The Wall Street Theater and Patriot Bank have negotiated a settlement in the foreclosure action filed against the nonprofit entertainment venue in July.
Under the settlement agreement filed in court last week, The Wall Street Theater can avoid being evicted by paying the bank $3.1 million, the agreed upon value of its real estate, although the debt is said to be nearly $9 million. The deadline for payment is Dec. 15 but the theater can get an extension of that deadline to Feb. 28 if it proves that $108,145 in sewer and property taxes have been paid to the City.
The Wall Street Theater has admitted fault, as part of the settlement.
Patriot’s July foreclosure filing came after Wall Street sued the bank in June, alleging that Patriot purposefully made loans to the theater knowing they couldn’t be repaid. Patriot refinanced a $3 million loan to make it $8.8 million, according to Wall Street, which alleged Patriot made false statements in “intentional” and “negligent” misrepresentations.
Wall Street also alleged that Patriot never sought nor received State approval for the “secreted” financial modifications to their agreement.
A Nov. 6 legal filing shows that Wall Street’s lawsuit against Patriot is being withdrawn. The legal document regarding the foreclosure settlement was filed the same day.
Simultaneously, the theater is promoting a GoFundMe campaign to raise $25,000 for operating expenses. Wall Street Theater Company President Suzanne Cahill said the GoFundMe campaign is not related to the foreclosure action.
State and Federal tax credits supported the renovation of the former Globe Theater into The Wall Street Theater, which opened in 2017. A $1.7 million HUD (U.S. Department of Housing and Urban Development) Section 108 loan to the theater was held up by the Common Council in 2017 due to liens on the property, then-Planning Committee Chairman John Kydes (D-District C) said. The theater was going through a Chapter 11 bankruptcy over a dispute with a contractor and emerged from bankruptcy in January 2019 “after successfully implementing its plan of reorganization,” according to Westfair Business Journal.
The Wall Street Theater had made offers of $2.9 million and $3.5 million to settle the loan dispute before the foreclosure action was filed, according to its lawsuit against Patriot.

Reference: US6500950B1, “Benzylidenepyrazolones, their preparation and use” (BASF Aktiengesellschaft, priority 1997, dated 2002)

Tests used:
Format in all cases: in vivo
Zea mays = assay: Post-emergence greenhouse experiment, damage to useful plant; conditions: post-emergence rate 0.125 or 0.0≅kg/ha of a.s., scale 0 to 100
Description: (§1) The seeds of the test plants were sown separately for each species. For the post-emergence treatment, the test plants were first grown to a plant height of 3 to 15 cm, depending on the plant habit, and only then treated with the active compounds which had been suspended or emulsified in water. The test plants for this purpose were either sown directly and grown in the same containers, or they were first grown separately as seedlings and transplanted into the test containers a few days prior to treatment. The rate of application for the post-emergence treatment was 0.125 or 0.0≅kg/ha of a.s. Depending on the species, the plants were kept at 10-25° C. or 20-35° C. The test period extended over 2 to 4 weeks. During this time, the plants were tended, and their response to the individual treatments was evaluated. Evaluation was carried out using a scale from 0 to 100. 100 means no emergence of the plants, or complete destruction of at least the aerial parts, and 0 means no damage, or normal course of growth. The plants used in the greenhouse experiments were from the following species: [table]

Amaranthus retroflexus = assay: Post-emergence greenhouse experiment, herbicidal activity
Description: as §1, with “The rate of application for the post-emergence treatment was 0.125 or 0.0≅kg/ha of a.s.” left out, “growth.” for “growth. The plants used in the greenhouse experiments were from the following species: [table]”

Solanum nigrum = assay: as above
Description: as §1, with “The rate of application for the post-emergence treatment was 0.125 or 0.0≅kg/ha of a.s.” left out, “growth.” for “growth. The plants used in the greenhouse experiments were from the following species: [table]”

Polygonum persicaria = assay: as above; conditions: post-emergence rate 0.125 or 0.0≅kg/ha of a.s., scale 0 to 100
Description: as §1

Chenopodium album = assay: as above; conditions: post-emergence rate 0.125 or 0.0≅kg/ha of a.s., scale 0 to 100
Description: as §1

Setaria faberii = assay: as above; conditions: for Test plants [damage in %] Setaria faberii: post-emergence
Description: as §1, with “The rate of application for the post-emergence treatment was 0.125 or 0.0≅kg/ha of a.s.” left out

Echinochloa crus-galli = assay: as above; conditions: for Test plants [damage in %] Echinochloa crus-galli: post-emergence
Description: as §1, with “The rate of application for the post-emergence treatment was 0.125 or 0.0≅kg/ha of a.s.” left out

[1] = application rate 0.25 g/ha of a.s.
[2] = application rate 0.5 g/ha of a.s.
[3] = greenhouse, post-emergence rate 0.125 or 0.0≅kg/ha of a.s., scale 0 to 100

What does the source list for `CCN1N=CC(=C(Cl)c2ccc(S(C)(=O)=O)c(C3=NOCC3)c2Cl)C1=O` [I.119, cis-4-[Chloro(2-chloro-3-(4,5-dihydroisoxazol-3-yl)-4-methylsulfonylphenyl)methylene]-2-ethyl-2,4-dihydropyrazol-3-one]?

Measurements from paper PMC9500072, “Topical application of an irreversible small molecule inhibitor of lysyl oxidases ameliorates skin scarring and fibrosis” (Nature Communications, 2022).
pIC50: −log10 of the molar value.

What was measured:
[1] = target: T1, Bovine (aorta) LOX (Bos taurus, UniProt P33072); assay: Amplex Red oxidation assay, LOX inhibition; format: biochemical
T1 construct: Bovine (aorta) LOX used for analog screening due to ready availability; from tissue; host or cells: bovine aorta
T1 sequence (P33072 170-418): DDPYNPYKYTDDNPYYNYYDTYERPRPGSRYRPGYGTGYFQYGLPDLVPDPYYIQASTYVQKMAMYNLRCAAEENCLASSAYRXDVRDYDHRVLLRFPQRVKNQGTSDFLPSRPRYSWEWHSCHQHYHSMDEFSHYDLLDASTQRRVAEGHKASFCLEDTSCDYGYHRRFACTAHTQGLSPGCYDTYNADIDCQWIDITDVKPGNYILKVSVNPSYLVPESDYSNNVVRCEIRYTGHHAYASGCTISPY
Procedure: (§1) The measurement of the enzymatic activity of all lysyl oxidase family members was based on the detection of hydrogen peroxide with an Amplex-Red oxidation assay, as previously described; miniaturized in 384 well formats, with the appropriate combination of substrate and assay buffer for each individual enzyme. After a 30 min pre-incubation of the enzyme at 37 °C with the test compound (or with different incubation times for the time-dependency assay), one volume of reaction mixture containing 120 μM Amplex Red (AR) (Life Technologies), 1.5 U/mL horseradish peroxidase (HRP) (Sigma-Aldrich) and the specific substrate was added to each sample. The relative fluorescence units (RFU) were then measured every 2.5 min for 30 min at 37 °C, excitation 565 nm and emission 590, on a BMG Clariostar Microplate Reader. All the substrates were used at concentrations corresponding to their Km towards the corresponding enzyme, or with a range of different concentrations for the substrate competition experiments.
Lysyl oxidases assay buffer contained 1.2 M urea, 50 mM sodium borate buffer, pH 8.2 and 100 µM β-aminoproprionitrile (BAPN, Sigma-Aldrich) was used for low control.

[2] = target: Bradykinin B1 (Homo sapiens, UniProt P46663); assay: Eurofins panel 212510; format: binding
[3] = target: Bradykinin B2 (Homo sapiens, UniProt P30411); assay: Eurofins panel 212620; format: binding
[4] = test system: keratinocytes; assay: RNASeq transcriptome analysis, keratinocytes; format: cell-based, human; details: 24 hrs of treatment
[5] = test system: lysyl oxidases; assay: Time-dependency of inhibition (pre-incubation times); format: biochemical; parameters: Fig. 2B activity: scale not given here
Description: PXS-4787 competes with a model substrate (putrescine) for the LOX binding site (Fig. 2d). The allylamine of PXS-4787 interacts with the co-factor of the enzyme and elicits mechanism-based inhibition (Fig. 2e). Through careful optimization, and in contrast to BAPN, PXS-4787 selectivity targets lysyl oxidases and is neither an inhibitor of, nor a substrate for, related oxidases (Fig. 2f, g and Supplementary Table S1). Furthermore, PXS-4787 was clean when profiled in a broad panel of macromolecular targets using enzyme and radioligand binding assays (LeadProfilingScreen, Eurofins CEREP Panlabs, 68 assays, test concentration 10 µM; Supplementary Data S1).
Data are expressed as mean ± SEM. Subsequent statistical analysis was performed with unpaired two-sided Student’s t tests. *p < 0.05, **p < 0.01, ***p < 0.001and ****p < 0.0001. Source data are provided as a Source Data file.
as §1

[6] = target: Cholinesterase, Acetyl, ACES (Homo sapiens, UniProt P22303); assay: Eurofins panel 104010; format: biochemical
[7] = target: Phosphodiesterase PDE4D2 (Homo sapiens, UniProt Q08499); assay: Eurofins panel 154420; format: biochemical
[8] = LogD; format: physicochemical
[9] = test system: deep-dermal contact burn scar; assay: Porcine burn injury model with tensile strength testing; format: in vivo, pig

Attorney Brian Wheeler of Robinson & Cole, representing Patriot Bank, did not respond to an email asking about the settlement.
Cahill, theater President, said the theater has a recapitalization plan.
“We are working with financial partners, including other community banks and nonprofit organizations, and also some of our neighbors on Wall Street, to get back on track, and to move forward,” she said.
The theater has shows booked through next year and event holds for 2025, Cahill said. “Our goal has always been from the beginning to redevelop the theater and preserve it,” and countless volunteer hours have been invested. “I’m happy now that we’ve come to an agreement with Patriot Bank for us to be able to go our separate ways and be healthy together.”
The $108,145 in sewer and property taxes, described in legal documents as an encumbrance on the lien, stem from a property tax dispute, she said.
The Wall Street Theater has appealed its tax bill, contending that as a nonprofit its property should be nontaxable, legal documents show. The City denies that.
Most Connecticut communities recognize that nonprofits should be exempt from property taxes but in Norwalk, nonprofits have to file an appeal, Cahill said. WST’s lawyers are discussing the situation with the City’s Corporation Counsel office in hopes that the City will “alleviate the burden” from the theater so it can move forward.
“The Wall Street Theatre currently has a tax appeal pending in the superior court regarding the assessment of the property on the 2022 Grand List,” Norwalk Director of Communications Michelle Woods Matthews said in an email. “That case is in the initial stages of the process and it will be processed in the same manner as any other property tax assessment appeal case. The City does not plan to take any action that will alleviate the Theatre’s current outstanding taxes.”
The theater’s GoFundMe page had raised $1,220 of its $25,000 goal as of 1 a.m. Thursday.
“Right now, we have operational expenses beyond our working budget, and any way we slice it, we are coming up short,” Cahill states on the GoFundMe page. “Stage light bulbs need replacing, the HVAC system needs service, and utility costs have skyrocketed.”
“Our electric bill is through the roof,” Cahill explained to NancyOnNorwalk. Operating expenses have exceeded budgetary projections and “we’re coming up to the end of the year, it’s gonna be a cold winter.”
The Wall Street Theater provides a venue for other area nonprofits at reduced cost, she said.
“We bring in 100,000 people a year,” Cahill said. “I’m very confident that we’re going to be able to be successful for the community, and we’ll all move forward together. I’m really looking forward to the revitalization of the whole Wall Street corridor, and I think having the theater there is an integral part of that. If we all work together as a community, with our organization’s help furthering the arts there, it’s going to be it’s going to be a new day for Norwalk.”
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